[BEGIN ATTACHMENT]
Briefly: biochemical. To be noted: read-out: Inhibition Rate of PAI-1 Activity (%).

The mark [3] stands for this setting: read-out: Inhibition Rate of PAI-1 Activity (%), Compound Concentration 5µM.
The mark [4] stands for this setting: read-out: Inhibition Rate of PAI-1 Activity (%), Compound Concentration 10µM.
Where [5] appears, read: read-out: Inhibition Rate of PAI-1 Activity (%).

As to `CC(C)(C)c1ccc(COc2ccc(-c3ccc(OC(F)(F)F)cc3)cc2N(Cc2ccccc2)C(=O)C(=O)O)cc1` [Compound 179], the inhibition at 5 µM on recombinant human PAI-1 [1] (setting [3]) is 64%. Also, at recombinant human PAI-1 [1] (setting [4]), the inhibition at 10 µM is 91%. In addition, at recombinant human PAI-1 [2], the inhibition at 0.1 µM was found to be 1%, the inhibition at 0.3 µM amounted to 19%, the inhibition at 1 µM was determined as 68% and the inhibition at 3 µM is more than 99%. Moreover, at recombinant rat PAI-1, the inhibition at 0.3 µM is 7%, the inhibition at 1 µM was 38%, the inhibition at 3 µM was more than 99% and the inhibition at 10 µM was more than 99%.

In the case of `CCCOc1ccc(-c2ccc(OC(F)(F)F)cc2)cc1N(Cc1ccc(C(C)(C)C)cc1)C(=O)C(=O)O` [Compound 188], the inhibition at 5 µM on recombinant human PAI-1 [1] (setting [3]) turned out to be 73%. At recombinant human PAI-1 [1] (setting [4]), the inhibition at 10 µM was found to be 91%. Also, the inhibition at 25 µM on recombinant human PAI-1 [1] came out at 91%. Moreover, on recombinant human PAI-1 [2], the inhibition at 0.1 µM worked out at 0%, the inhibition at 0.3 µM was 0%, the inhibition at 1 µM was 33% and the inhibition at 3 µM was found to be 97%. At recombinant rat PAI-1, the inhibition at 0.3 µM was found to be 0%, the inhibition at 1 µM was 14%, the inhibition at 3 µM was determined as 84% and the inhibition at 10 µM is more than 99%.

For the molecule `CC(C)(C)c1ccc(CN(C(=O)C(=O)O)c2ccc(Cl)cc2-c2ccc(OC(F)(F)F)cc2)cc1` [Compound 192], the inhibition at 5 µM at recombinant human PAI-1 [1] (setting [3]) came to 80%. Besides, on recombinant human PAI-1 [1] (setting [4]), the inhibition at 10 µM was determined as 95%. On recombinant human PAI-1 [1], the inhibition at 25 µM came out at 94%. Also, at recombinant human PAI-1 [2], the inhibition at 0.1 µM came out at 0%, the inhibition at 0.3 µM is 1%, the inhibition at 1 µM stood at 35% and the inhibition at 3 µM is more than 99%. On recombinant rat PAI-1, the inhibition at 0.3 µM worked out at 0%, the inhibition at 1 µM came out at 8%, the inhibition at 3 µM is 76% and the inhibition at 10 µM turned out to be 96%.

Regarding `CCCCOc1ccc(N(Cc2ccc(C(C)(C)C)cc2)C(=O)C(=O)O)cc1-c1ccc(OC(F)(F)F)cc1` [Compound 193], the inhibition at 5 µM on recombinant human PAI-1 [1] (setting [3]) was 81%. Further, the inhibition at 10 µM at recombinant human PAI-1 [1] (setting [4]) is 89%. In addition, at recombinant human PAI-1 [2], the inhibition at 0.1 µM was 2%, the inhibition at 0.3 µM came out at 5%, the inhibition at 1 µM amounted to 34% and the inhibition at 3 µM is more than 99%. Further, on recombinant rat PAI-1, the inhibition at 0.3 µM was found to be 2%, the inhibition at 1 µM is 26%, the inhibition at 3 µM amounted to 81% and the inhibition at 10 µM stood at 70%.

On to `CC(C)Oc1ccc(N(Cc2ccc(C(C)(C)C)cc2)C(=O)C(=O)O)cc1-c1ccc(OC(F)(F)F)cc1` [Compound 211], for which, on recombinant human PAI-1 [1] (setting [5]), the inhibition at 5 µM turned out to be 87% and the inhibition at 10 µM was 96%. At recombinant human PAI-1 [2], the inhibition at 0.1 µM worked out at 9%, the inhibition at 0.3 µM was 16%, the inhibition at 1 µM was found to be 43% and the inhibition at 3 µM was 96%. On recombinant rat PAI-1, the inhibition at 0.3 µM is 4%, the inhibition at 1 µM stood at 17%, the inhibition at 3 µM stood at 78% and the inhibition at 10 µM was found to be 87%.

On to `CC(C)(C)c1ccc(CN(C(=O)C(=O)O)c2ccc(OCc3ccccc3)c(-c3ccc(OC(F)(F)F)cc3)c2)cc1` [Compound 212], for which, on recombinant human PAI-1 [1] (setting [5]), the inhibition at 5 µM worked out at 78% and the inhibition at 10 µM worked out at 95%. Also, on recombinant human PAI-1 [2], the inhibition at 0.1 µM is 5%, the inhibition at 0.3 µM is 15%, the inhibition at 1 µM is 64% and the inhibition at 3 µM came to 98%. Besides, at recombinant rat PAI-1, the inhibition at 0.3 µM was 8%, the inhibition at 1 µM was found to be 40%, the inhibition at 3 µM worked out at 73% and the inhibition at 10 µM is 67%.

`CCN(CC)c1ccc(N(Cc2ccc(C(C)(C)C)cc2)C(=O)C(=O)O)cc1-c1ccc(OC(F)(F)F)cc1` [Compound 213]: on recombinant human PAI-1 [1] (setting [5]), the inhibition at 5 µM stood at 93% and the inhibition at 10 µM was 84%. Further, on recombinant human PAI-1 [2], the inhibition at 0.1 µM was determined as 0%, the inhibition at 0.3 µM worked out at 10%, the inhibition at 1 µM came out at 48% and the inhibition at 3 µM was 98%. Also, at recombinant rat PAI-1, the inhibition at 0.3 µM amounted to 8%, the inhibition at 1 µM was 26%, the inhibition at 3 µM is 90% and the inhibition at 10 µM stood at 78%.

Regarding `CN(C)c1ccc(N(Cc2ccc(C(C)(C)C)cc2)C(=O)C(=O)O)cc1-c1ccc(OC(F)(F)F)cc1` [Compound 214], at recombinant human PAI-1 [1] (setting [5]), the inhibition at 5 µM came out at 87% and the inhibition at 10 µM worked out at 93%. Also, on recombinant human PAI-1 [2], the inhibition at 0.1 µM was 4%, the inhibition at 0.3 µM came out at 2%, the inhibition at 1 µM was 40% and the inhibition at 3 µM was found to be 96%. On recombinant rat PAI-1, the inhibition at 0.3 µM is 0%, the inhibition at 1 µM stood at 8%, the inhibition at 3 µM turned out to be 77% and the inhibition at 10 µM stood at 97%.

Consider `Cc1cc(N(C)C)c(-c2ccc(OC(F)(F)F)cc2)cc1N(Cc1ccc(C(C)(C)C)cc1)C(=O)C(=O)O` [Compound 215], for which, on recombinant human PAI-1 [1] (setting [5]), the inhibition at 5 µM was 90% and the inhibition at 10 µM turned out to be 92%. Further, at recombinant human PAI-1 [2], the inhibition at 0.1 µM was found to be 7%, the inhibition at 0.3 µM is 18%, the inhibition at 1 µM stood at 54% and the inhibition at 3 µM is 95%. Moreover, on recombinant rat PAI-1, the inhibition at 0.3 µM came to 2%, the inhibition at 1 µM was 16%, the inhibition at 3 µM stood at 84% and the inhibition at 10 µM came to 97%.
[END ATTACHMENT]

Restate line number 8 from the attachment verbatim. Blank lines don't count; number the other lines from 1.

Regarding `CCCCOc1ccc(N(Cc2ccc(C(C)(C)C)cc2)C(=O)C(=O)O)cc1-c1ccc(OC(F)(F)F)cc1` [Compound 193], the inhibition at 5 µM on recombinant human PAI-1 [1] (setting [3]) was 81%. Further, the inhibition at 10 µM at recombinant human PAI-1 [1] (setting [4]) is 89%. In addition, at recombinant human PAI-1 [2], the inhibition at 0.1 µM was 2%, the inhibition at 0.3 µM came out at 5%, the inhibition at 1 µM amounted to 34% and the inhibition at 3 µM is more than 99%. Further, on recombinant rat PAI-1, the inhibition at 0.3 µM was found to be 2%, the inhibition at 1 µM is 26%, the inhibition at 3 µM amounted to 81% and the inhibition at 10 µM stood at 70%.